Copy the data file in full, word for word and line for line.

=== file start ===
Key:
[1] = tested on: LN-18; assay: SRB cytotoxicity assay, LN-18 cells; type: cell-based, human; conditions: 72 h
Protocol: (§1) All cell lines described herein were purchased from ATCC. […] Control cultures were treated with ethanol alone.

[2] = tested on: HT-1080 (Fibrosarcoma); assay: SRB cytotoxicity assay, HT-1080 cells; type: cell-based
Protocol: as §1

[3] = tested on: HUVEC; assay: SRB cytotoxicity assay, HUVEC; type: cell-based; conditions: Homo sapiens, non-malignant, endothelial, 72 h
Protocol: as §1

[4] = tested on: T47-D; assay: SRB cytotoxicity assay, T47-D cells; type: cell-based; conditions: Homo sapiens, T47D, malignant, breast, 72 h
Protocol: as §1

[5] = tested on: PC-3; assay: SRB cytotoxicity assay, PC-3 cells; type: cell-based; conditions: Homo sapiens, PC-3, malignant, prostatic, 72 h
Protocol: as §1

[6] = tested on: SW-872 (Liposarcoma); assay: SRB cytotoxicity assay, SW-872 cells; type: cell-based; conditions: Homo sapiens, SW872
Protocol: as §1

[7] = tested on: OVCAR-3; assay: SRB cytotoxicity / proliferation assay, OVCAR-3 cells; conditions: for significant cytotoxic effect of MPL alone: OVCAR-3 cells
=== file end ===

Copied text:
Key:
[1] = tested on: LN-18; assay: SRB cytotoxicity assay, LN-18 cells; type: cell-based, human; conditions: 72 h
Protocol: (§1) All cell lines described herein were purchased from ATCC. […] Control cultures were treated with ethanol alone.

[2] = tested on: HT-1080 (Fibrosarcoma); assay: SRB cytotoxicity assay, HT-1080 cells; type: cell-based
Protocol: as §1

[3] = tested on: HUVEC; assay: SRB cytotoxicity assay, HUVEC; type: cell-based; conditions: Homo sapiens, non-malignant, endothelial, 72 h
Protocol: as §1

[4] = tested on: T47-D; assay: SRB cytotoxicity assay, T47-D cells; type: cell-based; conditions: Homo sapiens, T47D, malignant, breast, 72 h
Protocol: as §1

[5] = tested on: PC-3; assay: SRB cytotoxicity assay, PC-3 cells; type: cell-based; conditions: Homo sapiens, PC-3, malignant, prostatic, 72 h
Protocol: as §1

[6] = tested on: SW-872 (Liposarcoma); assay: SRB cytotoxicity assay, SW-872 cells; type: cell-based; conditions: Homo sapiens, SW872
Protocol: as §1

[7] = tested on: OVCAR-3; assay: SRB cytotoxicity / proliferation assay, OVCAR-3 cells; conditions: for significant cytotoxic effect of MPL alone: OVCAR-3 cells